Then Trump appointed the pugnacious and vulgar Anthony Scaramucci as his communications director, who gave a profanity-laced interview with the New Yorker’s Ryan Lizza before being ousted from his role at the urging of Trump’s new Chief of Staff, John Kelly. Still, Scaramucci’s appointment was a major disruption. It set in motion the resignation of Trump’s beleaguered Press Secretary Sean Spicer and the sacking of Reince Priebus as Chief of Staff. We can expect more speeches like Trump’s over-the-top political diatribe at the Boy Scouts jamboree, which prompted Michael Surbaugh, the Scout’s CEO, to issue an apology to the boy scouts and their families for the President’s misbehavior.

Jim Geraghty of National Review and Greg Corombos of Radio America show optimism that new White House Chief of Staff John Kelly will bring stability and focus to the Trump administration. They also criticize Alaska Sen. Lisa Murkowski for her refusal to answer a question about why she did not vote for the repeal of Obamacare even though she voted in favor of repeal in 2015. And they react to Maryland Rep. John Delaney announcing his candidacy for the Democratic Party’s nomination for president in 2020, right after they figure out who he is.

Welcome to Politics as Theater

 

It’s not so rare that politics turns into dreaming dreams of revenge–and dreams of monsters. Newly-acquired power is intoxicating rather than edifying or instructive. Things get in the way of getting what you want and that encourages revengeful action. The solidity — or at least viscosity — of political life is almost unbearable. The more you want to change things the harder it gets, it seems. What do the supporters of the current president or administration have but anger at their opponents, who are either invisible or too many to count? Politics for supporters of the president looks like an endless series of the same two choices: Shout in anger at people you want to destroy or give up on politics in disgust.

So also with those who are afraid of the power they themselves or their allies no longer wield: They begin to see monsters lurking in every change. The boundaries of reality are an unsteady bulwark against nightmares. You never know what’s coming. You only know that you’re not in control. The unprecedented vulgarity of the administration and its talking puppets humiliates the proud architecture of D.C. and the usual decorations that feed the American pride in America and the way things used to be. By itself, that announces unfathomable changes. Politicians in D.C. still wear suits, but might turn to demotic habits at any point now, it seems. The conventions and politeness of politics now seem shattered, humiliated.

Jim Geraghty of National Review and Greg Corombos of Radio America celebrate the liberation of Mosul from ISIS control and the tightening of the noose around ISIS in Syria as well. They also discuss reports that former FBI Director James Comey’s memos on conversations with President Trump contain classified information. And they lightheartedly critique Donald Trump Jr.’s account of a fruitless meeting between top Trump campaign officials and a Russian lawyer who claimed to have dirt on Hillary Clinton but really wanted to talk about adoption policy.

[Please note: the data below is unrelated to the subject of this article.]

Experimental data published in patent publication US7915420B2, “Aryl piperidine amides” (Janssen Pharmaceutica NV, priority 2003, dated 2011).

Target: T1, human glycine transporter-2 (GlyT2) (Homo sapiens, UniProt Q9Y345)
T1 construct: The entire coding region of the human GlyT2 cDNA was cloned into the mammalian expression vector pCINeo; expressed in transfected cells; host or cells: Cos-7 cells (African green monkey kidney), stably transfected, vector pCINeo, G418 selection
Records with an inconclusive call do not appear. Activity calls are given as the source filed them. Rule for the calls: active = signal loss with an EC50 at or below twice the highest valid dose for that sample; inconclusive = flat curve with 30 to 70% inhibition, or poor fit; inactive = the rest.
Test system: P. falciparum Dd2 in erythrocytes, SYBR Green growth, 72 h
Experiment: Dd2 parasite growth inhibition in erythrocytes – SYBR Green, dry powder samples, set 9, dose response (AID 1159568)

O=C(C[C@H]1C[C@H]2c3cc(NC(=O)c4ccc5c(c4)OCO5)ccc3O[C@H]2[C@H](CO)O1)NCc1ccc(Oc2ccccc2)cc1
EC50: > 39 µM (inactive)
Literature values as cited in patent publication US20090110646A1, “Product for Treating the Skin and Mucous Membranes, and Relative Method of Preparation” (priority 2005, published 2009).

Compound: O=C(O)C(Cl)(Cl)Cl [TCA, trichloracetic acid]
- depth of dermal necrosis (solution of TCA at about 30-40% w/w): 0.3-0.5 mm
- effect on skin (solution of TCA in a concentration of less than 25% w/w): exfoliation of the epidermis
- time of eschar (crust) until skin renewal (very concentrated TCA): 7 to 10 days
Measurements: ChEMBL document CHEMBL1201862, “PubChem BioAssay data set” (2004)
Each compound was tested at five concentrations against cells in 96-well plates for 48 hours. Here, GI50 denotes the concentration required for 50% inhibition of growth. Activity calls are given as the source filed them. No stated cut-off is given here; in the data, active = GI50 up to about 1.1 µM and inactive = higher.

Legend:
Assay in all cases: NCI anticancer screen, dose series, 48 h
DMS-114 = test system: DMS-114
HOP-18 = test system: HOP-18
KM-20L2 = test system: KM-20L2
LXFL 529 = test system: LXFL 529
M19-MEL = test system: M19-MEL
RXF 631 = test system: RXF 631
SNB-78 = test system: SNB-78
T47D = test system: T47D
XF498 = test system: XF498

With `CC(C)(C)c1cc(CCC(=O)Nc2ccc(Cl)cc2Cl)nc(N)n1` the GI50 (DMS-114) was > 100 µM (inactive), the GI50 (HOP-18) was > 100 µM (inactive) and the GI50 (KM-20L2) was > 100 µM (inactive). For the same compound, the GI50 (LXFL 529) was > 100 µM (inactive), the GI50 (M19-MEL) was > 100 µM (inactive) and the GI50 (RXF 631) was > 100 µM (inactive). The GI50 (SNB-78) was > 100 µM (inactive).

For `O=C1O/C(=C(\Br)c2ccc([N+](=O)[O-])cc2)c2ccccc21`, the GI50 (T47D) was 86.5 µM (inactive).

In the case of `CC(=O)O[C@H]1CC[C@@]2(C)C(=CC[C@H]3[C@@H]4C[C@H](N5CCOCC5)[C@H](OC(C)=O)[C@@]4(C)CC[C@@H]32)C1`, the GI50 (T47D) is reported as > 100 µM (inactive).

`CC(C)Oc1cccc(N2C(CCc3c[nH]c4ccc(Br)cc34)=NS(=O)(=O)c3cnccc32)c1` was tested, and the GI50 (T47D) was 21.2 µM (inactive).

Member Post

 

Prometheus Americus Watching Trump, a political neophyte, exhorting the forgotten with stolen memories from a golden age, unschooled in the Machiavellian DC art of dissembling, tweeting all night while the failing world sleeps, taking on all comers foreign and domestic with no hesitation, an angry reptile now caged by the God of establishment, tail swirling […]

Join Ricochet!

This is a members-only post on Ricochet's Member Feed. Want to read it? Join Ricochet’s community of conservatives and be part of the conversation. Get your first month free.

Organizing the White House: Trump Getting it Right

 

In all the stories about Republicans and conservatives lauding President-elect Donald Trump’s cabinet picks – even as Democrats go scalp hunting – one surprising fact has escaped partisan and media attention: This may be the most shrewdly organized entering White House since Ronald Reagan’s. To see why, look at the history of the top inside position, chief of staff.

Starting with Franklin Roosevelt and Dwight Eisenhower, there developed separate Democratic and Republican ways of organizing the White House. Democrats preferred the FDR model in which cabinet members and senior staff enjoyed more or less direct access to the president. Republicans followed Ike’s example and had a strong chief of staff who controlled the all flow of people and information in and out the Oval Office.

As a result, Democratic administrations gained reputations as unruly free-for-alls, Republican ones as disciplined and efficient. But from Eisenhower’s Sherman Adams to George H.W. Bush’s John Sununu and even George W. Bush’s Andrew Card, most GOP chiefs of staff left their posts to one degree or another under a cloud, invited to leave if not publicly forced out.

One need not look further than Donald Trump’s ascendancy to the top of the GOP candidate heap to know that Americans have become disillusioned with the political establishment. James Piereson takes a look at previous political ‘revolutions’ that have already taken place in this country. Piereson tells us that another is on its way. His latest book, Shattered Consensus, is a masterwork of historical and political analysis and should not be missed. On a positive note, Piereson is not another crying out from the wilderness that America will fall. On the contrary, he believes that any current political turmoil is a precursor to another period of growth for the nation.